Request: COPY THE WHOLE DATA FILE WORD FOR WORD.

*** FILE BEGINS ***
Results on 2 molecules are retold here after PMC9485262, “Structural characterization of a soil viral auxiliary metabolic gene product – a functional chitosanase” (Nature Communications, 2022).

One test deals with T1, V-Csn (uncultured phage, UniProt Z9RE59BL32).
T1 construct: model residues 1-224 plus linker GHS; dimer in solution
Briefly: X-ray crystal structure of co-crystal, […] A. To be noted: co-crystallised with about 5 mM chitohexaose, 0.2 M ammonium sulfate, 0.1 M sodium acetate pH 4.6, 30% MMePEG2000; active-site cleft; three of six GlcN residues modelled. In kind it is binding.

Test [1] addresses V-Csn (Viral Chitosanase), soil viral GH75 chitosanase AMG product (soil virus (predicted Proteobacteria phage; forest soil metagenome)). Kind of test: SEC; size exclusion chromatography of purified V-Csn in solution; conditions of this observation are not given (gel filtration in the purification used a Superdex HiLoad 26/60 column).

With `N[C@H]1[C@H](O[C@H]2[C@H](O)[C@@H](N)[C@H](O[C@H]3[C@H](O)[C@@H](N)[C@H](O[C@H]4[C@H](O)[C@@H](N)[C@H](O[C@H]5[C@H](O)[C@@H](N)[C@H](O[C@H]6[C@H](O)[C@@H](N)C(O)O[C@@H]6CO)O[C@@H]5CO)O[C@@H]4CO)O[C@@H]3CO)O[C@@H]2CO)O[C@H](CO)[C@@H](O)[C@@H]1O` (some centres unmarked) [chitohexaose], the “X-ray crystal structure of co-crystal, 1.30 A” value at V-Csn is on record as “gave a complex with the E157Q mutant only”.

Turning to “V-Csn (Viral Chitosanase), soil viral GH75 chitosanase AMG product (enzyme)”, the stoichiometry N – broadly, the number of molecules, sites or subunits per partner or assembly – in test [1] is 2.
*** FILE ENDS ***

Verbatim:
Results on 2 molecules are retold here after PMC9485262, “Structural characterization of a soil viral auxiliary metabolic gene product – a functional chitosanase” (Nature Communications, 2022).

One test deals with T1, V-Csn (uncultured phage, UniProt Z9RE59BL32).
T1 construct: model residues 1-224 plus linker GHS; dimer in solution
Briefly: X-ray crystal structure of co-crystal, […] A. To be noted: co-crystallised with about 5 mM chitohexaose, 0.2 M ammonium sulfate, 0.1 M sodium acetate pH 4.6, 30% MMePEG2000; active-site cleft; three of six GlcN residues modelled. In kind it is binding.

Test [1] addresses V-Csn (Viral Chitosanase), soil viral GH75 chitosanase AMG product (soil virus (predicted Proteobacteria phage; forest soil metagenome)). Kind of test: SEC; size exclusion chromatography of purified V-Csn in solution; conditions of this observation are not given (gel filtration in the purification used a Superdex HiLoad 26/60 column).

With `N[C@H]1[C@H](O[C@H]2[C@H](O)[C@@H](N)[C@H](O[C@H]3[C@H](O)[C@@H](N)[C@H](O[C@H]4[C@H](O)[C@@H](N)[C@H](O[C@H]5[C@H](O)[C@@H](N)[C@H](O[C@H]6[C@H](O)[C@@H](N)C(O)O[C@@H]6CO)O[C@@H]5CO)O[C@@H]4CO)O[C@@H]3CO)O[C@@H]2CO)O[C@H](CO)[C@@H](O)[C@@H]1O` (some centres unmarked) [chitohexaose], the “X-ray crystal structure of co-crystal, 1.30 A” value at V-Csn is on record as “gave a complex with the E157Q mutant only”.

Turning to “V-Csn (Viral Chitosanase), soil viral GH75 chitosanase AMG product (enzyme)”, the stoichiometry N – broadly, the number of molecules, sites or subunits per partner or assembly – in test [1] is 2.